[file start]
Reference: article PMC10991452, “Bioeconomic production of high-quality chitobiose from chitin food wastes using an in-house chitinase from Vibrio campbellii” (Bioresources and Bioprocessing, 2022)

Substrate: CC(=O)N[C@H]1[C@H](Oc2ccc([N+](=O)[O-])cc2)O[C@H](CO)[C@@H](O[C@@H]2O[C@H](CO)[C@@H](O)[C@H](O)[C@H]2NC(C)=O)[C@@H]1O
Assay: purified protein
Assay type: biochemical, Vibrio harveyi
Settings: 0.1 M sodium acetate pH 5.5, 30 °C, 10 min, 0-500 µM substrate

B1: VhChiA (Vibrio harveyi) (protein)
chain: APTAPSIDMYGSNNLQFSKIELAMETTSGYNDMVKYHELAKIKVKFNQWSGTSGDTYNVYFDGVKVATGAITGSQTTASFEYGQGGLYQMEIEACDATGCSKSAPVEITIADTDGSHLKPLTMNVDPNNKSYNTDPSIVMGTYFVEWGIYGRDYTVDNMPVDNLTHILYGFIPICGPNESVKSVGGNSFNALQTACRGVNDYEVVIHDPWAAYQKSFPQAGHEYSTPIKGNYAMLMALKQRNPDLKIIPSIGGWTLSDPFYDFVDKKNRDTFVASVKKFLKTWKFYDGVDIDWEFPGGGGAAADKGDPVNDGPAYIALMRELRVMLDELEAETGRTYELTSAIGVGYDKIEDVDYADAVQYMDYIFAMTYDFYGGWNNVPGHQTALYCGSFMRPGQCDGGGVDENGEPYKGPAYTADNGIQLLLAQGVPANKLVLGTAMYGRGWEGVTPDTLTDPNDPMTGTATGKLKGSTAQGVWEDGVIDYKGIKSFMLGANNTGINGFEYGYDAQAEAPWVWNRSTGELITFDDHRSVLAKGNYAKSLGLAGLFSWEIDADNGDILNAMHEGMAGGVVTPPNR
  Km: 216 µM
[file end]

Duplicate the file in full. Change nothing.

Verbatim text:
Reference: article PMC10991452, “Bioeconomic production of high-quality chitobiose from chitin food wastes using an in-house chitinase from Vibrio campbellii” (Bioresources and Bioprocessing, 2022)

Substrate: CC(=O)N[C@H]1[C@H](Oc2ccc([N+](=O)[O-])cc2)O[C@H](CO)[C@@H](O[C@@H]2O[C@H](CO)[C@@H](O)[C@H](O)[C@H]2NC(C)=O)[C@@H]1O
Assay: purified protein
Assay type: biochemical, Vibrio harveyi
Settings: 0.1 M sodium acetate pH 5.5, 30 °C, 10 min, 0-500 µM substrate

B1: VhChiA (Vibrio harveyi) (protein)
chain: APTAPSIDMYGSNNLQFSKIELAMETTSGYNDMVKYHELAKIKVKFNQWSGTSGDTYNVYFDGVKVATGAITGSQTTASFEYGQGGLYQMEIEACDATGCSKSAPVEITIADTDGSHLKPLTMNVDPNNKSYNTDPSIVMGTYFVEWGIYGRDYTVDNMPVDNLTHILYGFIPICGPNESVKSVGGNSFNALQTACRGVNDYEVVIHDPWAAYQKSFPQAGHEYSTPIKGNYAMLMALKQRNPDLKIIPSIGGWTLSDPFYDFVDKKNRDTFVASVKKFLKTWKFYDGVDIDWEFPGGGGAAADKGDPVNDGPAYIALMRELRVMLDELEAETGRTYELTSAIGVGYDKIEDVDYADAVQYMDYIFAMTYDFYGGWNNVPGHQTALYCGSFMRPGQCDGGGVDENGEPYKGPAYTADNGIQLLLAQGVPANKLVLGTAMYGRGWEGVTPDTLTDPNDPMTGTATGKLKGSTAQGVWEDGVIDYKGIKSFMLGANNTGINGFEYGYDAQAEAPWVWNRSTGELITFDDHRSVLAKGNYAKSLGLAGLFSWEIDADNGDILNAMHEGMAGGVVTPPNR
  Km: 216 µM